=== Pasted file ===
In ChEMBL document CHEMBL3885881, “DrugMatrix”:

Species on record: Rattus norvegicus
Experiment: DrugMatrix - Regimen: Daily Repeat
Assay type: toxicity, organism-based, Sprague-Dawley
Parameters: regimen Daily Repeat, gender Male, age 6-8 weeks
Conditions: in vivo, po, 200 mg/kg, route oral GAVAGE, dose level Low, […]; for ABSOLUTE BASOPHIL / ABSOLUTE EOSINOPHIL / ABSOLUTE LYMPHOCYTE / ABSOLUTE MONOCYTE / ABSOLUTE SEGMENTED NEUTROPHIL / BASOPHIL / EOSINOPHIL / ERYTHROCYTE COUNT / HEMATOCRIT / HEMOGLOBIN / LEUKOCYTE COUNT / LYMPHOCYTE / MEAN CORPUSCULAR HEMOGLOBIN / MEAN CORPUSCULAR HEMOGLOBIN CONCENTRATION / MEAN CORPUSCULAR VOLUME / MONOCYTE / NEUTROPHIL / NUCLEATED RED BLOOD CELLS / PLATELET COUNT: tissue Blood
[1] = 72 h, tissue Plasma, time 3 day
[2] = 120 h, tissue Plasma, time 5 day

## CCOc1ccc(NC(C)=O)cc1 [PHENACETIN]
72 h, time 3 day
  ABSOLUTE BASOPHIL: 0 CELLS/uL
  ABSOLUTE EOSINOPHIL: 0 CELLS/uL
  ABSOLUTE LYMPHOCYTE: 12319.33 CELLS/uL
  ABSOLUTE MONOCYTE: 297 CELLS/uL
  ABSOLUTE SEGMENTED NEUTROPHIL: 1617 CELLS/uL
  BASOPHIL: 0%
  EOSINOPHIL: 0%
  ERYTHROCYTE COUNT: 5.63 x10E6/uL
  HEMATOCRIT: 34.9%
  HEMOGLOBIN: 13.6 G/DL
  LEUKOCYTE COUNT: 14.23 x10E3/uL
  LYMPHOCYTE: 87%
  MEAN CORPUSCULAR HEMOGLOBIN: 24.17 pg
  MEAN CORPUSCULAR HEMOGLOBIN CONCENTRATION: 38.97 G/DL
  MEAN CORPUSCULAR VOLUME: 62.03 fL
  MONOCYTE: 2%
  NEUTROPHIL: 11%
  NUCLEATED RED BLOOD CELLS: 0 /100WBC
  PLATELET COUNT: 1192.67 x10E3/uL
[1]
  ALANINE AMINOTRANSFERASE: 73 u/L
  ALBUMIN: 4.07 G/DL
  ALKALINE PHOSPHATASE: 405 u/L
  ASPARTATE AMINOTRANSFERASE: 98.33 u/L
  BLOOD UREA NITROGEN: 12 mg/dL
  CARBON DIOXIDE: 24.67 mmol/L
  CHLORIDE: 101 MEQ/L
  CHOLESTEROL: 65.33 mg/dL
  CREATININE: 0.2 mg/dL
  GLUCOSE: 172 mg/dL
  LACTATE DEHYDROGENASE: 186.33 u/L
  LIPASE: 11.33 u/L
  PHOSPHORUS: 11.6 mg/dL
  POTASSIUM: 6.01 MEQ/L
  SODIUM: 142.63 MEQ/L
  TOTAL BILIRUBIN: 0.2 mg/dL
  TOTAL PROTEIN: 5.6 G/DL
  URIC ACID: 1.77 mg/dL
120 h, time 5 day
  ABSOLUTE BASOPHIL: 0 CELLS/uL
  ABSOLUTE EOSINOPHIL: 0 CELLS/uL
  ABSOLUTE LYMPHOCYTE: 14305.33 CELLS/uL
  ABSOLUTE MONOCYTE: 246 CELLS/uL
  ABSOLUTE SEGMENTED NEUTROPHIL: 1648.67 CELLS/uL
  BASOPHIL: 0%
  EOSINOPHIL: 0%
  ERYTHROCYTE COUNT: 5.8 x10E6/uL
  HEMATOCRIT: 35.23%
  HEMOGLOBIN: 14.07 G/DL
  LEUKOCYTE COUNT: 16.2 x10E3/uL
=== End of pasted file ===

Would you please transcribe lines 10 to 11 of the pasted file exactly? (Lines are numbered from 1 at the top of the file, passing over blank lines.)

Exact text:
72 h, time 3 day
  ABSOLUTE BASOPHIL: 0 CELLS/uL